Alarming Rate of Decreasing Membership In Mainline Protestant Denominations May Be Slowing Down

(PHOTO: MATT RHODES/THE FALLS CHURCH EPISCOPAL) The historic sanctuary of The Falls Church. A continuing congregation of The Episcopal Church worships on Easter Sunday, 2012.
(PHOTO: MATT RHODES/THE FALLS CHURCH EPISCOPAL)
The historic sanctuary of The Falls Church. A continuing congregation of The Episcopal Church worships on Easter Sunday, 2012.

There has been a lot of attention paid lately to the alarming numbers of a decreasing membership in mainline Protestant denominations in the United States in recent years.

Denominations like The Episcopal Church and Presbyterian Church (USA) have annually reported losses in membership and attendance figures for their churches.

However, the denominations are not losing members at as high of rates as in 2013, according to their spokespeople.

Dr. C. Kirk Hadaway, officer of congregational research with The Episcopal Church, told The Christian Post that while the most recent numbers for Episcopal congregations were “a cause for concern,” they are also “considerably reduced from those experienced during the previous 8 years.”

“During those 8 years losses were exacerbated by conflict in many congregations and the attempted efforts of several dioceses to disaffiliate,” said Hadaway. “Financially, income among congregations has rebounded after the worst years of the recession, but the increases in 2011, 2012 and 2013 are slightly below the rate of inflation.”

Hadaway’s comments come not long after the Episcopal Church’s Office of Research released the latest data on attendance and membership for the mainline Protestant denomination.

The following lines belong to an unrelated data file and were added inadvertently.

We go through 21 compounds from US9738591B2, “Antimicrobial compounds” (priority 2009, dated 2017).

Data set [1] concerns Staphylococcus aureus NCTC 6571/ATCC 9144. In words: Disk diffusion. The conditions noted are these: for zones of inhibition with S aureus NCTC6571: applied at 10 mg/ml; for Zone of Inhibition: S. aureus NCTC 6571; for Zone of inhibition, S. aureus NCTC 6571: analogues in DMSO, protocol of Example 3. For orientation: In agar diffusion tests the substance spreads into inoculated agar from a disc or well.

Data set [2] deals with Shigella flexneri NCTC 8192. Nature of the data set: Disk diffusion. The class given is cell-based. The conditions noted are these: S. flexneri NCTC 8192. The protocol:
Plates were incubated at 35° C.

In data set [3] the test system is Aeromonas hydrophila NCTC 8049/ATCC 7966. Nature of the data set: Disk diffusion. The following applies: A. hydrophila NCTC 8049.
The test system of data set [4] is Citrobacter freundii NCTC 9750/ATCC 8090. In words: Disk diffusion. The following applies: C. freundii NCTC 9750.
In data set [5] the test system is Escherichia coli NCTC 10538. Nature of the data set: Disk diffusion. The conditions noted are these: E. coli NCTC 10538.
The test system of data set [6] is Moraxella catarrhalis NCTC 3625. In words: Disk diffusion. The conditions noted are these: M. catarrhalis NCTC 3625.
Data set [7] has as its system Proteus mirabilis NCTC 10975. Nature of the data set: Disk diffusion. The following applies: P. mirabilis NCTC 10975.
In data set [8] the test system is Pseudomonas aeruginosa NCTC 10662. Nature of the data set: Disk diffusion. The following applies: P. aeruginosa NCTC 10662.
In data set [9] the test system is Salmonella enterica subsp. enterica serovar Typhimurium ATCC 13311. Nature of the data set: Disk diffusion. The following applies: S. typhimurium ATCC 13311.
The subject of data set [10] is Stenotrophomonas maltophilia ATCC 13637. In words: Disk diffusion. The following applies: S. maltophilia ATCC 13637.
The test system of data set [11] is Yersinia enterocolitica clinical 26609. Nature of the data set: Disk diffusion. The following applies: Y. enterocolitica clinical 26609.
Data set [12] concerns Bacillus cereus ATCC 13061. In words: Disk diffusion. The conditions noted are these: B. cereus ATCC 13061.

From 2012 to 2013, the denomination lost approximately 27,000 members, putting the total number of members in their domestic dioceses to about 1.866 million.

In 2009, in its domestic dioceses the church body had approximately 2.006 million members, or nearly 200,000 more than in 2013.

Regarding the losses, Hadaway told CP that the reasons are “complex” and also “not altogether the result of what Episcopal congregations have done or have not done.”

“Our members have much higher levels of education on average than the general population. The result is fewer births than deaths among our constituency,” said Hadaway. “There is also the legacy of conflict, which although it has abated greatly, remains a source of distraction and undermines the mission of congregations in some communities.”

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SOURCE: The Christian Post
Michael Gryboski

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